How They Did It: Cinderella Crashes the Ball

Director Kenneth Branagh and Oscar-winning production designer Dante Ferretti explain how they executed the grand ballroom scene in Disney’s retro-fitted Cinderella (watch the clip below along with an IMAX featurette, the best way to see it).

Cinderella was certainly a comfortable fit for Branagh, containing the same connective tissue as his acclaimed Shakespeare adaptations or Thor. And Ferretti (currently making Martin Scorsese’s Silence) certainly knows his way around period pieces. In fact, they used Gone with the Wind and The Leopard as inspiration for designing and choreographing a new take on the iconic ballroom sequence featuring Lily James as the faux princess (watch the clip below).

“For me, it’s about the concentration on performance and the human dynamic that makes sure that even the most spectacular visual worlds are rooted in some kind of… dysfunctional family—or at least on the road to being functional, perhaps,” Branagh quipped.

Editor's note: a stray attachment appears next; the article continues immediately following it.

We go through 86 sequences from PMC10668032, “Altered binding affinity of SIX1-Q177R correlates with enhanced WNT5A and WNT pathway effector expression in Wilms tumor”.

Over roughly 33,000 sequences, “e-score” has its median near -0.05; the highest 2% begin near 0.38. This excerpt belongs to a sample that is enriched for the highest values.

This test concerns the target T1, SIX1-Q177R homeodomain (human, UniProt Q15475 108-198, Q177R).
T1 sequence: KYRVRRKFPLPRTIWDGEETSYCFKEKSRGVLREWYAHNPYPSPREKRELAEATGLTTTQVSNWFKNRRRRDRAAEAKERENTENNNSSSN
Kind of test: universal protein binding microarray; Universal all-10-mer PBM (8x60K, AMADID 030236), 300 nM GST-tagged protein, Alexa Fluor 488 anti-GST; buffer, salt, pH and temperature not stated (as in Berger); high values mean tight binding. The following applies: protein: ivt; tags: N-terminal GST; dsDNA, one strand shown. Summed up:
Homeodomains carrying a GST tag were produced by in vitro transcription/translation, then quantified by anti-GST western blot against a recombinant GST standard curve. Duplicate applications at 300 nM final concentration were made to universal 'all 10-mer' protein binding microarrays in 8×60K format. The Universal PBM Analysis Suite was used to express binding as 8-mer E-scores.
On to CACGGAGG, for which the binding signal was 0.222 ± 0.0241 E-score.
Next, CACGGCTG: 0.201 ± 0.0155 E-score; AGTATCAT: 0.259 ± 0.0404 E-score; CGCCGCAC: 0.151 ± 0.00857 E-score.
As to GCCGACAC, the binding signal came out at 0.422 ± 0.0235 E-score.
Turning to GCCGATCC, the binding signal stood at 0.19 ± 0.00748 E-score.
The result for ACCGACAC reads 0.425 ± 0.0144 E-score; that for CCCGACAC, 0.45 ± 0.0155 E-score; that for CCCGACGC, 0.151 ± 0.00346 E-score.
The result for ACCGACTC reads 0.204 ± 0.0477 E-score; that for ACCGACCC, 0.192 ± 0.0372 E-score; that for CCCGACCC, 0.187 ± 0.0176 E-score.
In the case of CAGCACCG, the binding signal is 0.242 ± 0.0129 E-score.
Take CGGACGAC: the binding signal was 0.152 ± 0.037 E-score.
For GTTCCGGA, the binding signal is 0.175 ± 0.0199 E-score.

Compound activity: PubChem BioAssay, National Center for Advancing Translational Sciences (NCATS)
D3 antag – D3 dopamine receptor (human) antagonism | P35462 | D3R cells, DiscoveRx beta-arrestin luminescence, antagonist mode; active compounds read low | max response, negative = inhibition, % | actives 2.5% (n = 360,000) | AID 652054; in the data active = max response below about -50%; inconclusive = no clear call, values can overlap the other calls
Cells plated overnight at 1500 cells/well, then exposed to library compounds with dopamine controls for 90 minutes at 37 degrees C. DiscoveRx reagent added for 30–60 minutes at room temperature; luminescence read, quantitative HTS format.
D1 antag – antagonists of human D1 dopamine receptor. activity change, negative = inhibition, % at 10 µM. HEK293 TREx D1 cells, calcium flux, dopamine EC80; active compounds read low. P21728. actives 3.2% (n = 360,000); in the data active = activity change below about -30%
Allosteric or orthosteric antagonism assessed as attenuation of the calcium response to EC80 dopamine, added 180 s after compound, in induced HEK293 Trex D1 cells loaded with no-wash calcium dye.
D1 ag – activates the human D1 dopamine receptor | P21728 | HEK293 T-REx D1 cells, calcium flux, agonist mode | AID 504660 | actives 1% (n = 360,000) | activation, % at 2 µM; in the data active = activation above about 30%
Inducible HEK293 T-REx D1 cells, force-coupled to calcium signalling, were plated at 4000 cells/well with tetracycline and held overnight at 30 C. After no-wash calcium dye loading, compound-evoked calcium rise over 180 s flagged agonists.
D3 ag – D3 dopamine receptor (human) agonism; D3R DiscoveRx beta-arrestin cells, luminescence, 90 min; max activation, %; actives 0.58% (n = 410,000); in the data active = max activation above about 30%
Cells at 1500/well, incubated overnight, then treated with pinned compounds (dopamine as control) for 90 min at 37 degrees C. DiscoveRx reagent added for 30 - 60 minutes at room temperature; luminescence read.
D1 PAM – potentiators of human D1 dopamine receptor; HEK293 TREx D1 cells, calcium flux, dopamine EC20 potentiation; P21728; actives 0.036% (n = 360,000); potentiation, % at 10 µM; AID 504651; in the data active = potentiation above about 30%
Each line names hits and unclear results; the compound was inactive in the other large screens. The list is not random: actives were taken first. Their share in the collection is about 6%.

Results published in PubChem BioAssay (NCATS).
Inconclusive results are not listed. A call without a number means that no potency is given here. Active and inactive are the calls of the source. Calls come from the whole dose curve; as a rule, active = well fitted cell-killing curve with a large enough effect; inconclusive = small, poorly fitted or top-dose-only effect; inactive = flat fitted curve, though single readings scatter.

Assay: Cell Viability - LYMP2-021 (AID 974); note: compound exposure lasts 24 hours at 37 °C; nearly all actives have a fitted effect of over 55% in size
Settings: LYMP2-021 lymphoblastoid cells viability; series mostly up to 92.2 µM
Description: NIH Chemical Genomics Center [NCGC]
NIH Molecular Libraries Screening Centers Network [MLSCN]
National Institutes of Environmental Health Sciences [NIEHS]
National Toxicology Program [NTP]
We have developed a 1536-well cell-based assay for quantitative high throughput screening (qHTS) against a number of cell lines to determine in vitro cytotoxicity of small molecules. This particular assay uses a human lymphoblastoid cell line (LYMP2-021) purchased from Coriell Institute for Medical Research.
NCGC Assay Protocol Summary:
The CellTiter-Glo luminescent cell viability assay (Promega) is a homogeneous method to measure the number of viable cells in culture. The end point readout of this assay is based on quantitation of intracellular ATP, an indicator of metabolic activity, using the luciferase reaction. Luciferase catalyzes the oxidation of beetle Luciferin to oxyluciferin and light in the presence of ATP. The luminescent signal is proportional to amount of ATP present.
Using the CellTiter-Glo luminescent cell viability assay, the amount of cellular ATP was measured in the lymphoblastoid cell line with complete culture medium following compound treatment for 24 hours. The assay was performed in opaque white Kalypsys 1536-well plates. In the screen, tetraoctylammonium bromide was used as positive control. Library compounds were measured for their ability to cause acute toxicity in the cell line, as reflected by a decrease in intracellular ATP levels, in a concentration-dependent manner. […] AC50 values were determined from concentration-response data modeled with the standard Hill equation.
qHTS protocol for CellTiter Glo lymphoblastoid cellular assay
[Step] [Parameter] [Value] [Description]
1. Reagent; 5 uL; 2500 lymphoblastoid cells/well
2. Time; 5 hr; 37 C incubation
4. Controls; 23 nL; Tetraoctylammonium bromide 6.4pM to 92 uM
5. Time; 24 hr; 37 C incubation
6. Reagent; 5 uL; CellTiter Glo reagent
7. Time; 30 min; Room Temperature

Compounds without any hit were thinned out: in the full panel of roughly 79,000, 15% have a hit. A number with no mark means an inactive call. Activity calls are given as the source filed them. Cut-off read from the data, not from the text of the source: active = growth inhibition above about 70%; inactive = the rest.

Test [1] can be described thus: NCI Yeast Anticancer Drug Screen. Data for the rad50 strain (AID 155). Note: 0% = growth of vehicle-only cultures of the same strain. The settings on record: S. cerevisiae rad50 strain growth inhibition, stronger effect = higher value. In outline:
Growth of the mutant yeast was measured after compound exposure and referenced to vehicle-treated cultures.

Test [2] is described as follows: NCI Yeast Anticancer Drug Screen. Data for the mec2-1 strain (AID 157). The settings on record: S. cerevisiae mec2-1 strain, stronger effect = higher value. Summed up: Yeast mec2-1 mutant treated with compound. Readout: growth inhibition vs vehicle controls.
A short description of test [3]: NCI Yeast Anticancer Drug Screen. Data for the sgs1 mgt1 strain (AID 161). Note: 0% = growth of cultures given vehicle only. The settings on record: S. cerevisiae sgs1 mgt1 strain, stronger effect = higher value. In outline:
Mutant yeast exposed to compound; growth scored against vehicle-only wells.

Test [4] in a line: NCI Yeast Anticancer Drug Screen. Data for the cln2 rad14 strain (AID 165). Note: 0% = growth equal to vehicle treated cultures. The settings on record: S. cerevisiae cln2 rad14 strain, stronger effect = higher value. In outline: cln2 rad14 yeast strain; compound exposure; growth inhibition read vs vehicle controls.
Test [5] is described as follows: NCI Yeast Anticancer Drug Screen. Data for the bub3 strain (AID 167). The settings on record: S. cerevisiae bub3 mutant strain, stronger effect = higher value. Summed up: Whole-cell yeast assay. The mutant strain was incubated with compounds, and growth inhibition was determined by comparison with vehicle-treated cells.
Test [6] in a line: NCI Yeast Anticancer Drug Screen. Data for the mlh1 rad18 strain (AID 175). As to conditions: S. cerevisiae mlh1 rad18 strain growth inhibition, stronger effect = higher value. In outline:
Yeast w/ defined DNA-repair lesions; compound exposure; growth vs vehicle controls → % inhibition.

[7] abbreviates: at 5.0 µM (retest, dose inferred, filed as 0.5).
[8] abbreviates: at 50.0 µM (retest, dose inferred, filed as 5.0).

“We tried to find a way of giving a masculine edge to it despite its decorative opulence. We wanted to use every bit of space. I wanted to shoot from every conceivable angle up, down, across these beautiful, big set piece balconies: one for an orchestra and one for the king were important areas for us. The idea that interrelationships in a world where being seen and being seen to be seen was important.”

Added Ferretti: “The palace had to be magical, so I looked at a lot of French architecture, like the Louvre, the Opéra Garnier and the Palace of Versailles, which all had these great long staircases. So we started with the stairs and then created everything from there, like the main entrance with its big arch and the fountains inside. Then we added our own touches, like the frescoes, the sconces and all of the set decoration, which included 5,000 oil candles which had to be lit by hand and 17 enormous chandeliers.”

Read the rest at TOH/Indiewire.

Posted on by Bill Desowitz in Below the Line, Cinematography, Clips, Costume, Movies, Production Design, Tech

Add a Comment